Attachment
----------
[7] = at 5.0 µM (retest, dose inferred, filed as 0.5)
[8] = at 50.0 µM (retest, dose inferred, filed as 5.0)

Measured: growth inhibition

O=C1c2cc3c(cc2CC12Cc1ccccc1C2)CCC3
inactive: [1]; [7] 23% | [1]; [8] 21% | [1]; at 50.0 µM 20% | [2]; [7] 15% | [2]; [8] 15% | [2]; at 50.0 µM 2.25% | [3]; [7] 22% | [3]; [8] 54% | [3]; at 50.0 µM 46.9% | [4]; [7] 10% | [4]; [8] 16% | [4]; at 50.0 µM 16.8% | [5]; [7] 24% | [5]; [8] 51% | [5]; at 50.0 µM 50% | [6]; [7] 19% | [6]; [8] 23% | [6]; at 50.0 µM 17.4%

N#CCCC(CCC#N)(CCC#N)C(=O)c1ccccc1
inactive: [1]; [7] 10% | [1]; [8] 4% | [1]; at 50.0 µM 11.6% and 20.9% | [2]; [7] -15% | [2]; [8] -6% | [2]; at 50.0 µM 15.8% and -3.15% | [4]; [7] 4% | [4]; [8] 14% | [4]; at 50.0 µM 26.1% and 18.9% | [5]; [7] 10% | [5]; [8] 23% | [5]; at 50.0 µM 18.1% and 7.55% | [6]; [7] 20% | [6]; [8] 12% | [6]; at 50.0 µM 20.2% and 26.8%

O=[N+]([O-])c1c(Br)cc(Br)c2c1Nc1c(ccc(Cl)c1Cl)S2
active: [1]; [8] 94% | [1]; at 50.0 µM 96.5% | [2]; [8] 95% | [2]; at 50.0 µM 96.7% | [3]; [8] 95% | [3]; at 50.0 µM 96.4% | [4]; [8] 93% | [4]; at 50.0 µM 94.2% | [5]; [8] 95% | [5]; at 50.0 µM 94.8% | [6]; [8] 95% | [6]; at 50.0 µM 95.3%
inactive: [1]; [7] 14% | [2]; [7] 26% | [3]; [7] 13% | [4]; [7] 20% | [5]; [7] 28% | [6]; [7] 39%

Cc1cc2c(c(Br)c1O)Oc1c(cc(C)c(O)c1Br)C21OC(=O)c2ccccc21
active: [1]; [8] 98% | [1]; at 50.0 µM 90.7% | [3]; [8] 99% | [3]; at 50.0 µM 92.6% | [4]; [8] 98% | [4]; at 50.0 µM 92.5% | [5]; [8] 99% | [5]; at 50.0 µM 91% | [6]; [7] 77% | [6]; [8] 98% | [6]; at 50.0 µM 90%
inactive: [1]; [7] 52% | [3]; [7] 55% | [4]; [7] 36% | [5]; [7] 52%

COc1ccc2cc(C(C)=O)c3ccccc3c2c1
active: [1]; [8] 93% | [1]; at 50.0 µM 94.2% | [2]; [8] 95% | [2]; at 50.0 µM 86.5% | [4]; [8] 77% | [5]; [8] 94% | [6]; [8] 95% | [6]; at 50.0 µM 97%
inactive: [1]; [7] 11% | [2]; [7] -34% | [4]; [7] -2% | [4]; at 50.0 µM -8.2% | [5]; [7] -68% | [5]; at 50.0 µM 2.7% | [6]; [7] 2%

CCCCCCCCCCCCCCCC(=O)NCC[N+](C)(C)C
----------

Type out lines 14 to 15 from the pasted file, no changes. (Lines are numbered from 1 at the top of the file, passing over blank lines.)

COc1ccc2cc(C(C)=O)c3ccccc3c2c1
active: [1]; [8] 93% | [1]; at 50.0 µM 94.2% | [2]; [8] 95% | [2]; at 50.0 µM 86.5% | [4]; [8] 77% | [5]; [8] 94% | [6]; [8] 95% | [6]; at 50.0 µM 97%